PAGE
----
Cellular Phones

Can I call 9-1-1 from my cell phone?
Yes, but it does not work as well as your home or business phone. When you dial 9-1-1 from a cellular phone, you will be connected to a 9-1-1 center, but it might be the wrong one, especially if you are near the border of two cities or counties. Be prepared to give your location and the City or County if needed. You may get a dispatcher in a bordering County and they may not recognize the street name you give them.

The Future of wireless phones & 9-1-1
The Federal Communications Commission (FCC) has ruled that wireless telephones must begin providing 9-1-1 service similar to wired phones. More and more people are using wireless phones and this will ensure they can access emergency services using their wireless phones.

Phase I – Wireless phones must provide the tower address that is receiving their signal and the phone number to the 9-1-1 center. This will help us narrow down where you are if you are not sure. We can also try to call you back if the connection is lost. This is a big improvement over the original situation.

Phase II – Wireless phones must provide a location within 125 meters 67% of the time. This will be a great improvement and will bring wireless telephones up to a comparable standard with wired phones. Unfortunately, though Phase II is now implemented in Lapeer County, not all cell phones are capable of utilizing this service. Many people have cell phones that pre-date the requirements of Phase II. In those instances, Phase I should still work. Regardless of Phase I or II, the dispatcher will always verify your location with you.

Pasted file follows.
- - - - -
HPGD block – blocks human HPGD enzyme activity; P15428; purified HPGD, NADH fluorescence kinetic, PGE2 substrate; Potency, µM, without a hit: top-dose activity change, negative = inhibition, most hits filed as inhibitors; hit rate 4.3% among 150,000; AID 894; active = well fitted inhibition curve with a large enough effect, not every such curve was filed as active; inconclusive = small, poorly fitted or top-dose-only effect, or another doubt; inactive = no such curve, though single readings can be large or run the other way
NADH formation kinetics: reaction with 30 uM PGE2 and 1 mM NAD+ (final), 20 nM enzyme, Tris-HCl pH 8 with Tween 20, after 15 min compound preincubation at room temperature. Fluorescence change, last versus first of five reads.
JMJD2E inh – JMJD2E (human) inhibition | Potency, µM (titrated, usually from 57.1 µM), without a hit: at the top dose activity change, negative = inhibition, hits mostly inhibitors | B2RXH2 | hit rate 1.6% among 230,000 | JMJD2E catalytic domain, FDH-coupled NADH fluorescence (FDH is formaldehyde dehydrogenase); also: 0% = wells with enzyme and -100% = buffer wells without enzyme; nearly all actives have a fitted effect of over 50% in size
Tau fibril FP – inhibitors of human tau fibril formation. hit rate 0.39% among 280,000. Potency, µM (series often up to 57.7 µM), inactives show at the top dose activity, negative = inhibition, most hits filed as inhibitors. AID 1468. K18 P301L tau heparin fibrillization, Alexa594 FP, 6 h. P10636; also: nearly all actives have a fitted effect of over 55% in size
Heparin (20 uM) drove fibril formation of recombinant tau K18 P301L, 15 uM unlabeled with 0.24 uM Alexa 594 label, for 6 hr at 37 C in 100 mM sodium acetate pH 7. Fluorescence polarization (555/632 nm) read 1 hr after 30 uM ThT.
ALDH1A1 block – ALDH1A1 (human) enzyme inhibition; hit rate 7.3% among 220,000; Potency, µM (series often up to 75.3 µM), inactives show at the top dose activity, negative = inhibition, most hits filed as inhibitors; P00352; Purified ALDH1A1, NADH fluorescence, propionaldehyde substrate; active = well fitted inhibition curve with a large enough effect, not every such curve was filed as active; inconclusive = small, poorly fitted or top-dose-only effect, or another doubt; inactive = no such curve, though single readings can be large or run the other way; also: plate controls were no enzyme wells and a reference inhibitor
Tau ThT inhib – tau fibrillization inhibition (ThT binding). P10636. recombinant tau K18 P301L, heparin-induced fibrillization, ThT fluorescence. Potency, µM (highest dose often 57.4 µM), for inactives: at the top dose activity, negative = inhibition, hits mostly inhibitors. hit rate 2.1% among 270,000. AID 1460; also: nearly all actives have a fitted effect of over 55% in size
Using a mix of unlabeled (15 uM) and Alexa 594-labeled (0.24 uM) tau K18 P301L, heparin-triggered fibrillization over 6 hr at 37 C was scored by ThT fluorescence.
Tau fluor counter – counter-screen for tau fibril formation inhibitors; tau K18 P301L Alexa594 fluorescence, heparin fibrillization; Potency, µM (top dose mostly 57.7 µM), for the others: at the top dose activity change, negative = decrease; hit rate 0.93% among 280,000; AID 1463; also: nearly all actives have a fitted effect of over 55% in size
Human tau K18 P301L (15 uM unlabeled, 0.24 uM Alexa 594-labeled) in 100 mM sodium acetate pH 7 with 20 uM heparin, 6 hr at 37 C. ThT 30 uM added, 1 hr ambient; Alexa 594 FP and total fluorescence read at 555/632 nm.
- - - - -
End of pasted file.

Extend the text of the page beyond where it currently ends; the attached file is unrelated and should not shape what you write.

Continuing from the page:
9-1-1 centers will have computerized maps to display the location of a wireless caller. Your latitude and longitude will be your “virtual address” when dialing 9-1-1 from a wireless phone.

Is my location known when I call 9-1-1?
NO! That is the big problem with cellular phones today, the 9-1-1 dispatcher does not know where you are. We often receive calls from neighboring counties and we try to transfer these calls to the correct 9-1-1 center. We now have Phase I & Phase II service from most wireless carriers so we are able to have a good idea where you are. The Phase II will attempt to pin-point your location on a map for the dispatcher. This lets us get closer to your possible location. Cell phones provide very little, if any, information about you or your location. If you can not describe where you are, we can not send help! Another problem is multiple calls about a single incident. A wreck at a major intersection can easily generate 15 calls to 9-1-1!